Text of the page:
In the mirrorless camera world smaller, lighter and packed with buttons is the trend. But with their pro end mirrorless camera, the SL, Leica decided to provide fewer buttons and go bigger and heavier than any other mirrorless camera in the 35mm format on the market. Milled from a solid block of aluminum, featuring as few buttons as possible with no labeling on any of them and an awkward power switch, the Leica SL seems to kick to the curb any feature commonplace or desired in a mirrorless system, with one exception. The EVF. DSLR users flock to Sony or Fuji for a smaller lighter system that is packed with features but doesn’t force them to make huge compromises in quality. Some users regret the move and some users are quite happy, but one thing they all agree on is lighter is better and they love the EVF. I even made the jump from DSLR to mirrorless to cut the weight. So why do I now find myself using the absolute heaviest mirrorless 35mm format option out there? Because of the EVF. More on that in a moment, lets first take a broader look at the Leica SL.
There were times when our two years in Mumbai seemed an eternity. I knew the time would pass quickly, however, that every day, strange as it was, would crossfade into the next and that sooner, rather than later, we would be headed back to the airport, boarding a flight out, and that everything undone would most likely stay undone.
Leica has unveiled their rumored update to the TL, the TL2. The heavens opened, light shined down through the clouds from those very same heavens upon this wondrous marvel from Germany. Well… Not really. Actually, it’s quite underwhelming. Although the TL2 features upgraded specs such as USB 3.0, 20 frames per sec, 4k video, the new 24 MP APS-C sensor and the Maestro II processor, the TL2 is still lacking the single most desired and requested feature in the TL… A built-in EVF.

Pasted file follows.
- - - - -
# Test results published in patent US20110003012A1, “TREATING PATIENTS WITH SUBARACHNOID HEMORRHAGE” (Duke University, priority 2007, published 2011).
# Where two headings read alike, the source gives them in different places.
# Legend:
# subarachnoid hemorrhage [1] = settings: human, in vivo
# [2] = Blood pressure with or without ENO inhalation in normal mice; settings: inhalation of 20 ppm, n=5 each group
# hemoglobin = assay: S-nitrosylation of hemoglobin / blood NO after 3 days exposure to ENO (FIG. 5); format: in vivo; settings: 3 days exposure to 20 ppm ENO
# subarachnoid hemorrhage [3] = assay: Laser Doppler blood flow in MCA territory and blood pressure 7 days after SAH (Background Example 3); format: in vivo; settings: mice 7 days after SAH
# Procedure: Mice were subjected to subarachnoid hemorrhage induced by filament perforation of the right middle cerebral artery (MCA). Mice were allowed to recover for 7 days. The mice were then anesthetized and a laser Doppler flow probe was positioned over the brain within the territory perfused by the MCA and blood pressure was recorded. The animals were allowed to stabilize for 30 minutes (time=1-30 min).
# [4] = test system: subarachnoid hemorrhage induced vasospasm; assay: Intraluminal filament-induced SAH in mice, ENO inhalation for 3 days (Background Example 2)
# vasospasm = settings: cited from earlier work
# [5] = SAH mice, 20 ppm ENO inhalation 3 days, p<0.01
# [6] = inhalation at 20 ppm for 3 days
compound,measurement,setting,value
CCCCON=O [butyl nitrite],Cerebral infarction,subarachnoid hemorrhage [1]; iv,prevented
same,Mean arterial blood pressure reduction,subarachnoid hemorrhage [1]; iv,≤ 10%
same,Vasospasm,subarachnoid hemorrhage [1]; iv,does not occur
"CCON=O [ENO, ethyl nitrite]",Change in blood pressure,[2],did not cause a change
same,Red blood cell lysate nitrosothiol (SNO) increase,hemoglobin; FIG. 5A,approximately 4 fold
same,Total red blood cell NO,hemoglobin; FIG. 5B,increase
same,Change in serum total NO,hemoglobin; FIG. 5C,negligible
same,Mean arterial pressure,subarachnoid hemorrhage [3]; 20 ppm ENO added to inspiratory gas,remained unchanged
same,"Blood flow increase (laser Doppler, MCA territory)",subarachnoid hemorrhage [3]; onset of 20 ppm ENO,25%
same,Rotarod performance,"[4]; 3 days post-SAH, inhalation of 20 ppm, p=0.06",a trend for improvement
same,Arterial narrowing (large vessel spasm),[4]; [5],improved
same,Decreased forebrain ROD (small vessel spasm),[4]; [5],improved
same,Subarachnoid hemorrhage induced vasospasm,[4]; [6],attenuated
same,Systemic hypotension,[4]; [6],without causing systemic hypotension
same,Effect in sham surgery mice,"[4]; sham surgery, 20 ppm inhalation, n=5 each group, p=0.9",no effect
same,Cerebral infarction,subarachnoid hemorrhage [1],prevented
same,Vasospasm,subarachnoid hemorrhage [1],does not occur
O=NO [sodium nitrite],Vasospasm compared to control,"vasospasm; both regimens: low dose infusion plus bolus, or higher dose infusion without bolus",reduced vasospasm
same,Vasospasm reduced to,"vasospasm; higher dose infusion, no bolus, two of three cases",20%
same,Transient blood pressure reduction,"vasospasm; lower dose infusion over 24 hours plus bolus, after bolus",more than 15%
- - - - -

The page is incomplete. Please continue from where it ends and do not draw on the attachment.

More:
It may look like deepest Africa with fields stretching over rolling hills and wide open plains that resemble the Serengeti, but it is in fact The Wilds of Ohio. The Wilds is a nature preserve filled with African wildlife. Every so often, this wildlife refuge was home to an off road event exclusive to those who owned a Land Rover. We brought a Jeep. Continue reading “The Wilds – Year One”
I’m sitting here watching Kong Skull Island and I notice, as any photographer would, that actress Brie Larson really looks like she’s shooting that Leica. Sure enough she is! In fact, if you watch the film almost all of what we she her do looks great! That’s because while filming director Jordan Vogt-Roberts had Brie Larson’s character carrying a real working Leica M3, with 35mm lens (it looked to be the 35/f3.5 Summaron we’re reviewing in a week or two!) and goggles. Continue reading “Brie Larson, Photographer and Female Lead of Kong: Skull Island”
The Nikon LTM glass, classic by any standard. But how good have they held up? This is what I set out to discover as I collected good examples of these lenses and got to work. Testing for the 35mm and 28mm was conducted on the Leica M9-Monochrome and Leica SL with Leica adaptors. I was let down by the 50/f1.4, finding it to be very soft wide open and what’s the point in having fast glass if you can’t shoot it wide open?